Tuesday, June 23, 2009
Lunch time: Boneless Bangus Steak
Though I love daing na bangus (pickled/marinated milkfish), sometimes, I just get bored with it. and that sometimes is now.
It is really a challenge for me to spend time taking out all the fishbones, especially the little ones! Hay! Katamad! If only I can have someone do it for me! Haha!
Thank goodness for the person who thought of filleting/deboning fishes. You are a master!
I was staring at my deboned milk fish, and asking myself if I should start marinating. Then I thought maybe I should do something else with it. Then came a flashback of my childhood:
When I was a kid, our household serves a nice and simple bangus steak: just fried bangus and we eat it with sauteed onions in a mix of soy sauce and water. Oh, how we loved it! Especially the belly, bursting with oil! :D
So I decided to make bangus steak for lunch, with a few enhancements. Making the sauce really thick, that of a bistek tagalog sauce (beef steak). I think this pretty much makes the meal more delicious, as opposed to having your sauce malabnaw (sauce that is not thick, like it has more water than any of its other ingredients!) Ah, ehem, can some genius please tell me what malabnaw is in English? Thank you in advance! :)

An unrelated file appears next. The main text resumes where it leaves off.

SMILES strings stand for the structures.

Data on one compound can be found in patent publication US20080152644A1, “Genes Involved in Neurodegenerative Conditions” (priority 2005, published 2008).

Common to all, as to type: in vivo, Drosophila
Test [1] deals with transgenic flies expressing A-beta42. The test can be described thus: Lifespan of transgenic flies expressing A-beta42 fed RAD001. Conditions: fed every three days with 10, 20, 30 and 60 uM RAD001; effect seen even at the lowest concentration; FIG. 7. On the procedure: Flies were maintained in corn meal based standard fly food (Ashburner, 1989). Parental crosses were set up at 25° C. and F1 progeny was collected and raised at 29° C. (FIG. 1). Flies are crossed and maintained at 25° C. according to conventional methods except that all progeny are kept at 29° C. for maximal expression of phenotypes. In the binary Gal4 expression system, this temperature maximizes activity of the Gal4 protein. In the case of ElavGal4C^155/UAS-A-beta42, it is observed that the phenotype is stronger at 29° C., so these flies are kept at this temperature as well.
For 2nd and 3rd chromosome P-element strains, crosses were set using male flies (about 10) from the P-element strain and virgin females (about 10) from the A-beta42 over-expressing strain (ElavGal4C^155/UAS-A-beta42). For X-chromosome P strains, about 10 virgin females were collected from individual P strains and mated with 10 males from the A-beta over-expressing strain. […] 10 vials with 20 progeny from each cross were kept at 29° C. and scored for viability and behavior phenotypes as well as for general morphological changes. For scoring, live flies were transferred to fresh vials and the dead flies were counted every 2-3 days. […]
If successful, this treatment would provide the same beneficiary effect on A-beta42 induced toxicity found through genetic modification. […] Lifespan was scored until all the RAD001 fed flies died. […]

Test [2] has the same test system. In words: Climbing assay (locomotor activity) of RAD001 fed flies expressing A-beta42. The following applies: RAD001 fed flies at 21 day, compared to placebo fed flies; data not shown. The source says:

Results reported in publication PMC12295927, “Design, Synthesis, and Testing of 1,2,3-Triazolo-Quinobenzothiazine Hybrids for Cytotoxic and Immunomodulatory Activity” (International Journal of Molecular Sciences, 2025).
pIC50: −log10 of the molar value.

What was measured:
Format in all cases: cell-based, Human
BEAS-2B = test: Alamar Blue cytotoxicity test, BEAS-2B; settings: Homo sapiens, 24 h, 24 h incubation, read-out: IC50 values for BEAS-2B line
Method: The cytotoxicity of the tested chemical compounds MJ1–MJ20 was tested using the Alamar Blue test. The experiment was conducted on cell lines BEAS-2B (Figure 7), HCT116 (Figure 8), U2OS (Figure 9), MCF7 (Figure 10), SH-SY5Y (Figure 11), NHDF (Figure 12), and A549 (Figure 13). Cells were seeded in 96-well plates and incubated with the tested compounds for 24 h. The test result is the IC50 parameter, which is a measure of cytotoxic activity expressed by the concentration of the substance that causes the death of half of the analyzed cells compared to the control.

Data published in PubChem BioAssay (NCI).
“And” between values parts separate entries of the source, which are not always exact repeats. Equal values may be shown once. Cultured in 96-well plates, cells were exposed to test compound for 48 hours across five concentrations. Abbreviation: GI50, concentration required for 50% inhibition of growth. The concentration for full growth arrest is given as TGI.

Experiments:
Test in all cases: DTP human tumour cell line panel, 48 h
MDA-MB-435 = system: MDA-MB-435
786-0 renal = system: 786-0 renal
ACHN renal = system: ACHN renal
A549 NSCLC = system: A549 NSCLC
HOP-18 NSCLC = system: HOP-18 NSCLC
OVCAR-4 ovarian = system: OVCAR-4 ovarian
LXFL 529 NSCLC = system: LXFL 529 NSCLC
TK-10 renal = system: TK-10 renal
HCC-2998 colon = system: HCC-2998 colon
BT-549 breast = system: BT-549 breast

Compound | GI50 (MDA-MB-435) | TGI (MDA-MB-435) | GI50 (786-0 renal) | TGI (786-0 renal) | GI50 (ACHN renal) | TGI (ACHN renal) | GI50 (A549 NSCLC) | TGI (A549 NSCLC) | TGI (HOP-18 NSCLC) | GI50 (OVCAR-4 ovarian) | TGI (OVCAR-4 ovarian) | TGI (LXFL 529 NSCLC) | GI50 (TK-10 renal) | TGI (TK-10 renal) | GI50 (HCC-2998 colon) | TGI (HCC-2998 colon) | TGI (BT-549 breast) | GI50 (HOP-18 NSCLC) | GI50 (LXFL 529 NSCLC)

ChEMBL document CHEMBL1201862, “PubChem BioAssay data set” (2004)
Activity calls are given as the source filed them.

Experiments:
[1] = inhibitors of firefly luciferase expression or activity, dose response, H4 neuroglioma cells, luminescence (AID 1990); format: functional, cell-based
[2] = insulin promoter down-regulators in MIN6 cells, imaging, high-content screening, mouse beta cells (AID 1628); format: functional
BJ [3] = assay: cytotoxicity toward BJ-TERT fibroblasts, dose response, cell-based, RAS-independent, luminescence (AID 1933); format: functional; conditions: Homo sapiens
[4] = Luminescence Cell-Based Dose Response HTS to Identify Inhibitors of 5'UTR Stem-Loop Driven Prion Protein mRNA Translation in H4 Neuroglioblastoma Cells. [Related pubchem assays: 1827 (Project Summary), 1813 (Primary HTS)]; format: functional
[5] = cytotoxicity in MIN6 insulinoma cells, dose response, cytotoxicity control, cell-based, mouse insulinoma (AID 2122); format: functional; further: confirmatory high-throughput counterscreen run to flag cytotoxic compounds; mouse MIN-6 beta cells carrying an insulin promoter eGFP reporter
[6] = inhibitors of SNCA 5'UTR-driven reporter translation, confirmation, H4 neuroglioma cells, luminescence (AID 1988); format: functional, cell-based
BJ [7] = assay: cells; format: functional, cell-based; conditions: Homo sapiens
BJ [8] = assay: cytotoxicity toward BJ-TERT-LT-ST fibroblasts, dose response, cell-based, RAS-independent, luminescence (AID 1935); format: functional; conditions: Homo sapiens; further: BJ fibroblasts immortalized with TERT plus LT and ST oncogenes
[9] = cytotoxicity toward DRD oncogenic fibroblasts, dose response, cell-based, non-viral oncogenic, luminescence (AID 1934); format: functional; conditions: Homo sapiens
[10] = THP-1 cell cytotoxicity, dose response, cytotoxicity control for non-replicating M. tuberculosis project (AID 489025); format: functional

The bangus parts were rubbed with some salt and pepper and were fried until golden brown and were set aside. For this dish, I fried a medium sized boneles bangus courtesy.
For the topping and thick sauce:
2 medium sized white onions, cut into rings
about 2 to 3 tbsp STAR MARGARINE garlic flavor
about half a cup of soy sauce
calamansi juice (about 6 to 8 calamansis, I think!)
4 tbsp brown sugar (or more if you like it sweeter)
Pepper to taste
about 1 tsp of conrstarch diluted in about 1/4 cup of water
sauté the onions using the margarine as your oil, until the onions become a little soft, but not translucent and wilted. Otherwise the ring effect will disappear! I like using STAR MARGARINE garlic flavor. Set aside.
In the same pan, put the soy sauce, calamansi juice, sugar, pepper, let it simmer then add the cornstarch and water mixture to thicken the sauce. simmer again until you see that the sauce becomes thick enough but not becoming pasty like.
The What Ifs:
Do the taste test.
If too thick, add a bit of water. If too salty, add a bit of water and/or calamansi. If it's too sweet or too sour, or if it needs more salt, just add a few pinches of salt or a little soy sauce. If the sauce is still not thick enough, add a little more of the conrstarch and water mixture.
I guess it's up to you, your taste buds and your cooking instincts ;)
Pour over the sauce onto the fried boneless bangus, and top it with the onion rings.
Serve with warm white rice and COKE. (O, diet!)
Let's save time and effort! Let's go boneless! :)
PS: I also cook my sinigang na bangus sa miso using boneless bangus! Hubby also does not like taking off fishbones and he loves sinigang na bangus! It's worth a try! ;)